Madison Town Hall Meeting Focuses on Capital Projects
Wednesday, October 3, 2012 • 7:01am
MADISON, NJ – Mayor Robert Conley provided an overview of capital projects at the Oct. 1 town hall meeting in Borough Hall.
“We’re here to absorb input,” he said of the council members that attended the meeting. Conley pointed out visible improvements, such as roads, sports facilities and various buildings, as well as “projects we don’t see,” including sewers, water mains and electricity. He said storm water management is essential. “It’s not as noticeable as a new road,” he said, “but the people who live on the street will have dry basements.”
The Madison Recreation Complex has been a major project in scope, he said, with much of the work done in-house. Included were installation synthetic turf fields as well as construction management for storm water pollution prevention. The borough council, Recreation Advisory Committee and the Environmental Commission have all been involved in the process.
“We saved a lot of time and money by doing it ourselves,” Borough Engineer Bob Vogel said of the in-house commitment and only contracted out for the initial design. He said the borough is also applying for a state award to complete the project.
Discussion also centered on costs and bidding. “We’re bounded by state law in terms of specs. We have to appropriate the money before we bid it out,” Vogel said. Conley explained in terms of funding sources that if a bid comes in lower than what was appropriated; the excess money is available for other capital budgets.
Another source of income is the sale of assets, such as the Health building, 22 Orchard Street and 10 Maple Street. The issue of assessments came up, but that was discontinued about 15 years ago, Vogel said. “Many municipalities still do it,” he said.
Councilman Robert Catalanello described the Capital Project Review Committee which, he said, was a group effort. “Instead of departments jockeying for funds, we ranked projects in order of submissions and reached an agreement with the departments” Priorities were based on what was in the best interest of the borough. While the borough has a five-year plan, “we haven’t appropriated all the money,” he said. “It’s really a wish list.”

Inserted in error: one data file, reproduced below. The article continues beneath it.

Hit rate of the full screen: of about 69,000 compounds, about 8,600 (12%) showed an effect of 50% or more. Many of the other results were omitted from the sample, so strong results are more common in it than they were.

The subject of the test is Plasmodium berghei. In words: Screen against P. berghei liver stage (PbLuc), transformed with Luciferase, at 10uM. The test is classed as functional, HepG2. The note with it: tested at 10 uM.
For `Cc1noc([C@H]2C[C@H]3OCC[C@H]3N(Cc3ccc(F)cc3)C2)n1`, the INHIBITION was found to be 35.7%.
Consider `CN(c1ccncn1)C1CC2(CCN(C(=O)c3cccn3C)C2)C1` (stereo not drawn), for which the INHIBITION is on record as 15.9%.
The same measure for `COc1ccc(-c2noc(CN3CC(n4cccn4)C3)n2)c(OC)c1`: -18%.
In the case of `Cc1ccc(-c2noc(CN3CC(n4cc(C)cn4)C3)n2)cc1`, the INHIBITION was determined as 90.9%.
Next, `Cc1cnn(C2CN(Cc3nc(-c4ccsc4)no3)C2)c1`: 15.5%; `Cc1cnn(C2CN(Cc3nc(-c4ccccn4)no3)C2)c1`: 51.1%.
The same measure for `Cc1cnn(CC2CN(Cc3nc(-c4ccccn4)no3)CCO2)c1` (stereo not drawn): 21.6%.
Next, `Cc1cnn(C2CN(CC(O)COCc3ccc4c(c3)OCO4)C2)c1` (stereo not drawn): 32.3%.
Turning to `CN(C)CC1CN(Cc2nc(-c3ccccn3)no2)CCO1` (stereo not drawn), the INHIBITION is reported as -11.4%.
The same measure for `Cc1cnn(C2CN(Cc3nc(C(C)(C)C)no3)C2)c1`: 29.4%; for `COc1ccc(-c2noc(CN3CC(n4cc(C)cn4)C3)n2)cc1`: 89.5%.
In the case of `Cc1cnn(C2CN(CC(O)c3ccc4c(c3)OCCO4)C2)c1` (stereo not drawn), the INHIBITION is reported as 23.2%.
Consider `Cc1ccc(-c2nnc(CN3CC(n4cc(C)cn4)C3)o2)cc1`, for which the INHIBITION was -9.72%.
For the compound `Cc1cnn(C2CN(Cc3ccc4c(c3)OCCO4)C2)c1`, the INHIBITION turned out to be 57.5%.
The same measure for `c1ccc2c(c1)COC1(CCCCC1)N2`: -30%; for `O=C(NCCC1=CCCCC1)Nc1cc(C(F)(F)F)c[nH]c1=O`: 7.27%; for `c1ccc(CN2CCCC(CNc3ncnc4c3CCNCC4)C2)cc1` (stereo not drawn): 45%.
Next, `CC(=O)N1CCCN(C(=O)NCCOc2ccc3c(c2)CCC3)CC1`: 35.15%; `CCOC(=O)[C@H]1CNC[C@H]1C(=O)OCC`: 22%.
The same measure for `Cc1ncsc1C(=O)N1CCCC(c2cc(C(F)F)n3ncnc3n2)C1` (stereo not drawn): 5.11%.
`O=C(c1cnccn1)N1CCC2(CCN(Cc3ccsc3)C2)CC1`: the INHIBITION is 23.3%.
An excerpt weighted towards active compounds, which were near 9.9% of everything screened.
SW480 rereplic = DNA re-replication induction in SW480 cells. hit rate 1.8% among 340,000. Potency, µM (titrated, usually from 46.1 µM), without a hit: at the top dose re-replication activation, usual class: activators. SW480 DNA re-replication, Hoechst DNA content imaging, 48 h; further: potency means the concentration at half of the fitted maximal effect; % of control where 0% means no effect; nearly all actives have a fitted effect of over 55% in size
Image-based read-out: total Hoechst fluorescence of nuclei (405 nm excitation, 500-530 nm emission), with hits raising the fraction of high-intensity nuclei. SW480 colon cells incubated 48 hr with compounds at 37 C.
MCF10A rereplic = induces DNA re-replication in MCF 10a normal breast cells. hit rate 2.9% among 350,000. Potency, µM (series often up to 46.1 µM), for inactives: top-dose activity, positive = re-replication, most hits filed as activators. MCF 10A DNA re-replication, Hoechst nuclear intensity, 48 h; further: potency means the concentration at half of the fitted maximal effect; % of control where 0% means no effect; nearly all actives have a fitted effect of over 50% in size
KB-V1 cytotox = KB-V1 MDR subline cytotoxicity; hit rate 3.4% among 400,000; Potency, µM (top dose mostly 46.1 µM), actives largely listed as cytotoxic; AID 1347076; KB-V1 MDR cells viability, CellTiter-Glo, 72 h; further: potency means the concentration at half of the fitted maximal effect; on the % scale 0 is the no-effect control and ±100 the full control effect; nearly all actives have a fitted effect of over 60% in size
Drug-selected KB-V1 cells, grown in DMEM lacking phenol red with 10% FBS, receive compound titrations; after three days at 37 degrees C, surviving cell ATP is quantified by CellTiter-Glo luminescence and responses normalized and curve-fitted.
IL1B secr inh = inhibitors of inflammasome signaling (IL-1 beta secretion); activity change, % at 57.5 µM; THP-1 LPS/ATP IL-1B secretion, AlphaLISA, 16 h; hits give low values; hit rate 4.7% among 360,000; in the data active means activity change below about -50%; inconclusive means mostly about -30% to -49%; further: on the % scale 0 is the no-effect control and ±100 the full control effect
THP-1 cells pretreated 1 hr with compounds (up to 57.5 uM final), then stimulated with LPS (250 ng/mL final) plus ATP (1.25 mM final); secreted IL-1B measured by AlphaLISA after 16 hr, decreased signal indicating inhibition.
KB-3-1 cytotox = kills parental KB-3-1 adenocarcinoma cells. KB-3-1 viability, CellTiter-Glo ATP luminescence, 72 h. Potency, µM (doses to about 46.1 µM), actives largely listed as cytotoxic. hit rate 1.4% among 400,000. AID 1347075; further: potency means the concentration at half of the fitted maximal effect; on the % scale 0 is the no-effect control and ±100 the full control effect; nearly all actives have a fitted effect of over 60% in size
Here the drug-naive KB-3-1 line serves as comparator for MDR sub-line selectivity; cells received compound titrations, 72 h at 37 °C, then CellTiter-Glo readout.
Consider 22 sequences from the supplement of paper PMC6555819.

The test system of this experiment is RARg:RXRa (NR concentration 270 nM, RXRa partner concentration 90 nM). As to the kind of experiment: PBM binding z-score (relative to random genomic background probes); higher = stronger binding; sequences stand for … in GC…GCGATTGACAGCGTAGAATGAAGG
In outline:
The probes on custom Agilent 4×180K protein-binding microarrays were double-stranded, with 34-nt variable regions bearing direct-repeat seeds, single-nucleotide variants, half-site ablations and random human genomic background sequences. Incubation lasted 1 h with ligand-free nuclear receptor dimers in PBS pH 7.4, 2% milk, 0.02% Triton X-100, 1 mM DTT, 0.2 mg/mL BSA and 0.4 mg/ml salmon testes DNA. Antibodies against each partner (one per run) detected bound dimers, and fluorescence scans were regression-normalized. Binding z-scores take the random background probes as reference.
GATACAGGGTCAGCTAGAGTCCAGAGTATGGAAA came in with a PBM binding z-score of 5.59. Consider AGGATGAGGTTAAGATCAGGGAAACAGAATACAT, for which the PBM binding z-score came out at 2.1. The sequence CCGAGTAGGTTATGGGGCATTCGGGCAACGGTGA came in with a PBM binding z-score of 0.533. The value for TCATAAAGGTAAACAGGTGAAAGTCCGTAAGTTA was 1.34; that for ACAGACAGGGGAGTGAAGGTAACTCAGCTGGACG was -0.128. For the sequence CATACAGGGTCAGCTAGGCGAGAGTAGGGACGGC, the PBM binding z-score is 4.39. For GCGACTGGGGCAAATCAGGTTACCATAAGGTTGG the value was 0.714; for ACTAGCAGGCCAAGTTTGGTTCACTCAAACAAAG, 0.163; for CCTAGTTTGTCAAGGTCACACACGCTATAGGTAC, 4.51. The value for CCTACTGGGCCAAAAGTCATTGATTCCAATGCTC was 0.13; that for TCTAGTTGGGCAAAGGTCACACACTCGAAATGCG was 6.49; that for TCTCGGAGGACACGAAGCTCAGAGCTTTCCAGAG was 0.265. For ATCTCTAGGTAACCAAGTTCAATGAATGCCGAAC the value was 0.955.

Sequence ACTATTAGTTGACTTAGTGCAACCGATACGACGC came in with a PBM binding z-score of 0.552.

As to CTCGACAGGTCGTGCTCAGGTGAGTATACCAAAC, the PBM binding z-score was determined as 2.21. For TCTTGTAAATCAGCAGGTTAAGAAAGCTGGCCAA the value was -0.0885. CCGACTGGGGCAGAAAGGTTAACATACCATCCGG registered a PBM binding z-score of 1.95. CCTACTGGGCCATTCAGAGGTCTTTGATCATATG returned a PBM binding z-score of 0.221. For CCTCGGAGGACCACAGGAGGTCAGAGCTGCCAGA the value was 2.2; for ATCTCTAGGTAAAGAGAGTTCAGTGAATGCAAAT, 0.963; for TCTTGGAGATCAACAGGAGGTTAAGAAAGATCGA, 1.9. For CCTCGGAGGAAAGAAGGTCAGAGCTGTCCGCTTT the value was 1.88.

The councilman added the borough is taking precautions to see what other major construction could be going on with utilities, such as PSE&G, “We’re trying to get in front of it,” he said so that the borough doesn’t repair a road and then have it torn up for another reason.
Catalanello noted the Asset Management Plan “has been a fantastic addition to what we do.” He also urged residents to spend a day looking at the substations. “They’re well maintained,” he said of what is accomplished by the Department of Public Works. “They’re not living in a vacuum, but are there to help when there’s a disaster scenario.”
Vogel said. “With the Project Review Committee, we got all the utilities together and had one spread sheet,”
A number of residents had questions about the power presentation and the process for determining priorities for capital and construction projects.
Resident Patrick Rowe said he thought the method for alerting neighbors about upcoming meetings and projects was very helpful. Conley said that one person in a neighborhood has been designated to receive emails and notices and then passes them on to those who live in that area. Rowe also said, “We need a true picture. What does it take to maintain our infrastructure?”
Another resident said that infrastructure projects such as electricity and the water system are more essential than roads. “They’re nice when they’re paved, but they should be further down on the list,” he said. Another person brought up public health issues and safety.
Among other comments:
- Emergencies come first. What affects the town as a whole?
- Pay as you go.
- Do the worst first.
- Wholesale electric purchases.
- Stop borrowing, slow down.
- Do nothing that isn’t essential.
- Not many opportunities to borrow at a low rate.
- Set funds aside on a continuing basis; create a reserve fund.
- See where the money’s been spent and take a look back as we look forward.
Mayor Conley said communications between the borough council and the Board of Education have never been better. “Madison is well ahead of the curve on the way we approach projects,” he said and thanked the public for their comments and suggestions.
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